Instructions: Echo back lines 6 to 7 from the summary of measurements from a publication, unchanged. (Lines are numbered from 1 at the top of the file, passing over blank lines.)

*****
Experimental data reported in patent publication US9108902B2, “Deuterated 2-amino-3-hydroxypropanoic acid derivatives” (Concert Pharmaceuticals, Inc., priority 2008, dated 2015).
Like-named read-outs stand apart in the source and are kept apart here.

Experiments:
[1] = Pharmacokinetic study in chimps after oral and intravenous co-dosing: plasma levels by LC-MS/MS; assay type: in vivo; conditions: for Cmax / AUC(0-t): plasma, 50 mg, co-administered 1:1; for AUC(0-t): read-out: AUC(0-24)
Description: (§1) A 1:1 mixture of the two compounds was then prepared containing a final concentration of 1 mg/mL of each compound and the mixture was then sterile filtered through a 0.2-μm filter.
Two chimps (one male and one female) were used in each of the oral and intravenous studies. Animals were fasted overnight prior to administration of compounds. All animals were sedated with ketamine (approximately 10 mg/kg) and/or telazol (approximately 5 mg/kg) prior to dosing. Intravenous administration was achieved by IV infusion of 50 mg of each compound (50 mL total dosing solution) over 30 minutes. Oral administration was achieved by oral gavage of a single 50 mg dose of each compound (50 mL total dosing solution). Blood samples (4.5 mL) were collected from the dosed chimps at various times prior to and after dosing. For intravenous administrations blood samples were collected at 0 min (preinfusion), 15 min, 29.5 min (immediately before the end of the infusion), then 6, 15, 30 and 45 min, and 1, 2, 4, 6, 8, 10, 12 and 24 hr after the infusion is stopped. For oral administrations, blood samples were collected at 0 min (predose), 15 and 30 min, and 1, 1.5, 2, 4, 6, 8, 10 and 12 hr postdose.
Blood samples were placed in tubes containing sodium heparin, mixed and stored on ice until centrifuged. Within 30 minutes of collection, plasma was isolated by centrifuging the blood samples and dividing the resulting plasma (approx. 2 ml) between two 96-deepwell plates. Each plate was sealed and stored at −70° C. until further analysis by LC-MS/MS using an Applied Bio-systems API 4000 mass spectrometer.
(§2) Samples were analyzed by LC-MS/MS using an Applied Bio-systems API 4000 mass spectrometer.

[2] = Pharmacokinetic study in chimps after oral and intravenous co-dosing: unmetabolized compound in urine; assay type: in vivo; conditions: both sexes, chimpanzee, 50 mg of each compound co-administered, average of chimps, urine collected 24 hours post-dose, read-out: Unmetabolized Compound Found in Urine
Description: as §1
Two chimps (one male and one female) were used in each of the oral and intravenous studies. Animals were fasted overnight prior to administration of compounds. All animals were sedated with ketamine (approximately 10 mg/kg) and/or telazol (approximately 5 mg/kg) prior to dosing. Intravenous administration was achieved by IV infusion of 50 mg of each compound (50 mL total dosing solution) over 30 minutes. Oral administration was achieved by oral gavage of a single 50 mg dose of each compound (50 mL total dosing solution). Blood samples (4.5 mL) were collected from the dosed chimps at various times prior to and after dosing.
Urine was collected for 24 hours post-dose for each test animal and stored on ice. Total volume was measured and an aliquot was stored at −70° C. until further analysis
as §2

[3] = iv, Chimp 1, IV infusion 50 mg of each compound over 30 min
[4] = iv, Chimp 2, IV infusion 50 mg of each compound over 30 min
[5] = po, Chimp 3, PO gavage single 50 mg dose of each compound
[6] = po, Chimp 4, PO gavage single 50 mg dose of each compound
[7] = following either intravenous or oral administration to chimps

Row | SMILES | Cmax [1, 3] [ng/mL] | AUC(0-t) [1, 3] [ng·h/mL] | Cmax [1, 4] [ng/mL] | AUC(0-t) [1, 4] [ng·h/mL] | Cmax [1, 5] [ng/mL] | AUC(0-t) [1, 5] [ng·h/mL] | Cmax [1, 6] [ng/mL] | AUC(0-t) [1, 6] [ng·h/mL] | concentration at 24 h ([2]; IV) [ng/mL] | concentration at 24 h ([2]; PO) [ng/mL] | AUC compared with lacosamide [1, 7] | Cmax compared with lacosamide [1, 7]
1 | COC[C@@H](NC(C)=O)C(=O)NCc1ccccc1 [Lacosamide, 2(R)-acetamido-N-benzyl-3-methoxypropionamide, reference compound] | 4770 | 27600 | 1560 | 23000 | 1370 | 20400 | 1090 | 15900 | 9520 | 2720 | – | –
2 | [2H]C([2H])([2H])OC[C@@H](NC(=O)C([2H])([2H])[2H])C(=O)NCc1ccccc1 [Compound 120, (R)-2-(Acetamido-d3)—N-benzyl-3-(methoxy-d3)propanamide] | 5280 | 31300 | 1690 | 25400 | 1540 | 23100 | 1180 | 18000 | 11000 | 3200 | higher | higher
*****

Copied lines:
Two chimps (one male and one female) were used in each of the oral and intravenous studies. Animals were fasted overnight prior to administration of compounds. All animals were sedated with ketamine (approximately 10 mg/kg) and/or telazol (approximately 5 mg/kg) prior to dosing. Intravenous administration was achieved by IV infusion of 50 mg of each compound (50 mL total dosing solution) over 30 minutes. Oral administration was achieved by oral gavage of a single 50 mg dose of each compound (50 mL total dosing solution). Blood samples (4.5 mL) were collected from the dosed chimps at various times prior to and after dosing. For intravenous administrations blood samples were collected at 0 min (preinfusion), 15 min, 29.5 min (immediately before the end of the infusion), then 6, 15, 30 and 45 min, and 1, 2, 4, 6, 8, 10, 12 and 24 hr after the infusion is stopped. For oral administrations, blood samples were collected at 0 min (predose), 15 and 30 min, and 1, 1.5, 2, 4, 6, 8, 10 and 12 hr postdose.
Blood samples were placed in tubes containing sodium heparin, mixed and stored on ice until centrifuged. Within 30 minutes of collection, plasma was isolated by centrifuging the blood samples and dividing the resulting plasma (approx. 2 ml) between two 96-deepwell plates. Each plate was sealed and stored at −70° C. until further analysis by LC-MS/MS using an Applied Bio-systems API 4000 mass spectrometer.